As I journeyed (and it is a journey) through Eleanor, Eley, and Brittain’s brilliantly mythical exploration of self, my heart was heavy from the previous night’s riots in my hometown of Atlanta, Georgia. Shaken by where our country seems to be headed and the manifestation of oppression in violence, this humane story of acceptance swept me away and gave me hope.
Like Alice going down the rabbit hole, Viola, a character created by Eleanor to represent her future self, steps through a hollow tree and into a metaphorical wilderness where she goes through a Homerian odyssey in search of herself.
The storytelling is a combination of Rachel Eleanor’s words and Eley’s photographs, in stark black and white, produced with an almost mezzotint effect. Elevating the images, Eleanor creates illustrations on the photographs bringing to life the fairy tale’s mystical evocations. Model Dominique Brittain as Viola completes a collaborative trio in telling the story in multi-dimensions and the podcaster, Marthame Sanders, provides a space for an even deeper multi-platform experience. Each is propelled in the project by a genuine mastery of their respective crafts and the joy of seeing it all come together seamlessly is triumphant.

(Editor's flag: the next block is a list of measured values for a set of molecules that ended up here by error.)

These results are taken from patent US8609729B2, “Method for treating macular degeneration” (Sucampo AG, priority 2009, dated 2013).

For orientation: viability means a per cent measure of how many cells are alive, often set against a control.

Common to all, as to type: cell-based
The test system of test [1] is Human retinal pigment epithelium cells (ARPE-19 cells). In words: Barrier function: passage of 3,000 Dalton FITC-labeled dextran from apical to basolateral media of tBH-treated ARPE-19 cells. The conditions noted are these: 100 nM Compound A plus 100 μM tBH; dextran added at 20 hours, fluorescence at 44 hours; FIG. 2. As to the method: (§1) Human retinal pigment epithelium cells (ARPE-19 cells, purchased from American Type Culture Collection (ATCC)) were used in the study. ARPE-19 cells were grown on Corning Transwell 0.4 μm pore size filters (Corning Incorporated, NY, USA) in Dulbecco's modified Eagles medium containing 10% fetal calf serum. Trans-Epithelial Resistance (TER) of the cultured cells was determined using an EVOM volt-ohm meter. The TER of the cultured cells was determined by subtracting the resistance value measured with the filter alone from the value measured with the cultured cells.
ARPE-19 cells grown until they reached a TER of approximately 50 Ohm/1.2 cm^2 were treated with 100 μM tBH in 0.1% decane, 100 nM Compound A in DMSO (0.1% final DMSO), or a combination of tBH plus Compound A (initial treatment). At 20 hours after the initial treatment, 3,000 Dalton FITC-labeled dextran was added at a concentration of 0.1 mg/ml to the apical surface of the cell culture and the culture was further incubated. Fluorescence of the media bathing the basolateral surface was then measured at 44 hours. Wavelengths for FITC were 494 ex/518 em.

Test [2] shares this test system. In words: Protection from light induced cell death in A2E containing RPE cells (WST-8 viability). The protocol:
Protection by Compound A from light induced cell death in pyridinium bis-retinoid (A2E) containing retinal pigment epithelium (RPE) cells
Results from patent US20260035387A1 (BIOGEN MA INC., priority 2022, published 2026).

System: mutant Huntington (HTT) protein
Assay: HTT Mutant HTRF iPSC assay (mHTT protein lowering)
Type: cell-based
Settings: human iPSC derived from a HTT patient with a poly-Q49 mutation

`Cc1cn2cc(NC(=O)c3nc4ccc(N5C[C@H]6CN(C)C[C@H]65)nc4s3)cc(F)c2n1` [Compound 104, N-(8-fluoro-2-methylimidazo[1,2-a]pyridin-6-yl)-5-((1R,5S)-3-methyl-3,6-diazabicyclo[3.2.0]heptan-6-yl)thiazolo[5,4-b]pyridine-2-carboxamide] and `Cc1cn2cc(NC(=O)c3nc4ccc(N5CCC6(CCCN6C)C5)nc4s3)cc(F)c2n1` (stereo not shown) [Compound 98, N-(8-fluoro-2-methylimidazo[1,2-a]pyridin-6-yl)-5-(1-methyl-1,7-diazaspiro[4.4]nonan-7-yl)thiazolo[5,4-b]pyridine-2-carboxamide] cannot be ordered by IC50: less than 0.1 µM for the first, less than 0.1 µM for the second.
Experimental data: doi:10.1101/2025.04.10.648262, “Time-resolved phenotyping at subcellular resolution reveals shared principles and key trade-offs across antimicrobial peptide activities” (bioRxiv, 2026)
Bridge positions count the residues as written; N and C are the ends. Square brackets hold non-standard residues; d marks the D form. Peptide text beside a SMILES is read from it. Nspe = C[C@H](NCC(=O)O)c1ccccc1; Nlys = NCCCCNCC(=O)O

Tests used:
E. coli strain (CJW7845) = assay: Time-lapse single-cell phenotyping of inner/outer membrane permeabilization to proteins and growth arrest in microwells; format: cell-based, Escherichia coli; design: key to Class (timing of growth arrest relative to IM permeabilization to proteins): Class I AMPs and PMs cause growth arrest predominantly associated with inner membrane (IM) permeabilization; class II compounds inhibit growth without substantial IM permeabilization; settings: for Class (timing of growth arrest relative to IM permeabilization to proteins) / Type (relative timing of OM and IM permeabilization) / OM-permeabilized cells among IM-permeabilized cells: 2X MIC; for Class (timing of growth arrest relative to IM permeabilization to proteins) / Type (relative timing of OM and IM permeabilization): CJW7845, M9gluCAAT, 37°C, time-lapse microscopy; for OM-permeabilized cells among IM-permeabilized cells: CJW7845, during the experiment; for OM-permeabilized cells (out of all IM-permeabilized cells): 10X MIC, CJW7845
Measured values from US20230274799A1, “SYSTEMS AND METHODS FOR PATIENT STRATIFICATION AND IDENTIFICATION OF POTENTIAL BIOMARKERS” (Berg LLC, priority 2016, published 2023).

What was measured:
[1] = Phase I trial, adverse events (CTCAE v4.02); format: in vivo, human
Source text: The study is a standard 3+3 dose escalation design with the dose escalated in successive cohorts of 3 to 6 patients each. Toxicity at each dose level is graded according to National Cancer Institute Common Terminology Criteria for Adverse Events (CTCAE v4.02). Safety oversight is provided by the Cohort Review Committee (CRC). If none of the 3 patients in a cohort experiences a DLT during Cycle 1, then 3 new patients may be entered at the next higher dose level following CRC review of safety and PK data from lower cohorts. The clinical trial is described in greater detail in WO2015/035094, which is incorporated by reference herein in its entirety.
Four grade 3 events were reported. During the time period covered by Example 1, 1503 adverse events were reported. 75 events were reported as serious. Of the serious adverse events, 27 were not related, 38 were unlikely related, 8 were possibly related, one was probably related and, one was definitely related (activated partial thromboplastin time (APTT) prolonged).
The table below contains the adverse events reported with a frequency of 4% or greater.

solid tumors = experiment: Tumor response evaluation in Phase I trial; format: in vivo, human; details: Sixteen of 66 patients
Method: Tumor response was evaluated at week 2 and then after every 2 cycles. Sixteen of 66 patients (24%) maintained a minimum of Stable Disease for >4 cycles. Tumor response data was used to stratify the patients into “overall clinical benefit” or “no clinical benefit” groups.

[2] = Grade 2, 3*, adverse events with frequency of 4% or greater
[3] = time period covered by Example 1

The hard rock center of the story is Eleanor’s early life growing up in an evangelical Christian faith, then, as experiences caused her to begin questioning some of her beliefs, she embarks on a journey into self-discovery. As the story unfolds, there will be wolves, and dragons, and creatures small and large challenging and guiding her along the way. She uses metaphor and allegory to express an opening of the soul.
Her words are narrative and poetic at the same time, she writes that:
I am slowly learning to read my soul’s compass.
Two things I’ve found:
First, my griefs are skittish
and have grown quite feral
in their lonely burrows in my heart.
They must be approached
with great patience and care.
And second, that the only way out
Of this wild country is through.
A Walk in The Wilderness is a unique experience and a walk I hope you will take. It brought to mind Rainer Rilke’s Letters to a Young Poet a small book of wonder which has been a guidepost for my own journey.
Rilke, like Eleanor, addresses dragons as metaphor: “Perhaps all the dragons in our lives are princesses who are only waiting to see us act, just once, with beauty and courage. Perhaps everything that frightens us is, in its deepest essence, something helpless that wants our love.”
In a time fraught with dragons, we should consider A Walk in the Wilderness as a journey toward hope. Eleanor, Eley, and Brittain have created a roadmap for us to follow.
As I finish writing this, a Falcon 9 rocket has just launched two astronauts into space, the first manned mission from America in almost a decade. The name for the capsule carrying its precious human cargo, fittingly, is Dragon. God Speed to all of us in our earthly—and otherworldly—adventures.